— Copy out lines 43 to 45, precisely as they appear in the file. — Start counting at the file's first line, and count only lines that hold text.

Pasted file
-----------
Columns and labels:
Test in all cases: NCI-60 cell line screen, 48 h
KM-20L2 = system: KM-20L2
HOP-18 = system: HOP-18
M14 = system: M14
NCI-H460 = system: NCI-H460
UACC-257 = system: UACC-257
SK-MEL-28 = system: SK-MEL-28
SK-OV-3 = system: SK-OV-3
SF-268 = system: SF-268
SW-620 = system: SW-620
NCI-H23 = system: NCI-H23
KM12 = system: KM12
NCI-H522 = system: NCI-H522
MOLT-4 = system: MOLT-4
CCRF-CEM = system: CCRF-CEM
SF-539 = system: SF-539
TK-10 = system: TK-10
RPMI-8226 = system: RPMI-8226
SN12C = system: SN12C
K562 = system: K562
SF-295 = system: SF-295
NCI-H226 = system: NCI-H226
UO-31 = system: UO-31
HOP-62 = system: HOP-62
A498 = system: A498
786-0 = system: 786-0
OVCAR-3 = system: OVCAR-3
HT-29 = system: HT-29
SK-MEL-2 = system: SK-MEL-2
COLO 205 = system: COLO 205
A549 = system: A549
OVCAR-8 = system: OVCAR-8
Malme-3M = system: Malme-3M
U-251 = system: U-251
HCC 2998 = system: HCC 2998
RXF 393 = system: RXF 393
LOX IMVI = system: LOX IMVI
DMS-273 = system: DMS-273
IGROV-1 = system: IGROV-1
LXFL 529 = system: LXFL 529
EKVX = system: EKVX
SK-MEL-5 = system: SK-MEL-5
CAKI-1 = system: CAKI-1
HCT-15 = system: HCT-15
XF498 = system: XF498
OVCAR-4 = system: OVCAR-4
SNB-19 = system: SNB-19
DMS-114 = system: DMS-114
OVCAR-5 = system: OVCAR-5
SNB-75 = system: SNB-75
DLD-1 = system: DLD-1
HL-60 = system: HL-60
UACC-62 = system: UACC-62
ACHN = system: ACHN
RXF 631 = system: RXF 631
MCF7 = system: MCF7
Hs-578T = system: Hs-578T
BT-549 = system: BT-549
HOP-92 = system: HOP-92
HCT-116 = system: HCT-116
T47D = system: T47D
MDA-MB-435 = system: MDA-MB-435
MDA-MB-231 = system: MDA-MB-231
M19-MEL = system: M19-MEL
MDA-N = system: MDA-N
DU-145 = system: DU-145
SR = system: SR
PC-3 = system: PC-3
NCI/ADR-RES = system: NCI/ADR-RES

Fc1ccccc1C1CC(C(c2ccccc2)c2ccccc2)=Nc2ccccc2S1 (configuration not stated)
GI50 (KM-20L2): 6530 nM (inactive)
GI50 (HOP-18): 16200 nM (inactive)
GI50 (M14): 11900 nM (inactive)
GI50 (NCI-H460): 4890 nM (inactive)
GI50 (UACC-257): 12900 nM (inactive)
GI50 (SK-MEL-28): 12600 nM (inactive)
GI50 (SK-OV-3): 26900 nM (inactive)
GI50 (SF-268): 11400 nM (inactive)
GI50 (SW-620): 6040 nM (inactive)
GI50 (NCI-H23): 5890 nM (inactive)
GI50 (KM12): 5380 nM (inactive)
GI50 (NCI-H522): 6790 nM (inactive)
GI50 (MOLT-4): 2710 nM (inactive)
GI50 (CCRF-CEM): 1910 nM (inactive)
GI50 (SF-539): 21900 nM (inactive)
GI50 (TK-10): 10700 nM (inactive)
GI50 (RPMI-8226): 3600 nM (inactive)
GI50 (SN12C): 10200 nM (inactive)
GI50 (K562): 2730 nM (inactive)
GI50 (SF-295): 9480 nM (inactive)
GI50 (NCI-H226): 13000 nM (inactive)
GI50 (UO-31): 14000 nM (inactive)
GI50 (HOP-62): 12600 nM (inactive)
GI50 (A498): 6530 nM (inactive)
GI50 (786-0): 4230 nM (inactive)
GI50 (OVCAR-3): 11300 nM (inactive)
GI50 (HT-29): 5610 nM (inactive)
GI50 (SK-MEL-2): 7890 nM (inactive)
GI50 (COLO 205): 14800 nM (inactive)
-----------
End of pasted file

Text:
SK-MEL-5 = system: SK-MEL-5
CAKI-1 = system: CAKI-1
HCT-15 = system: HCT-15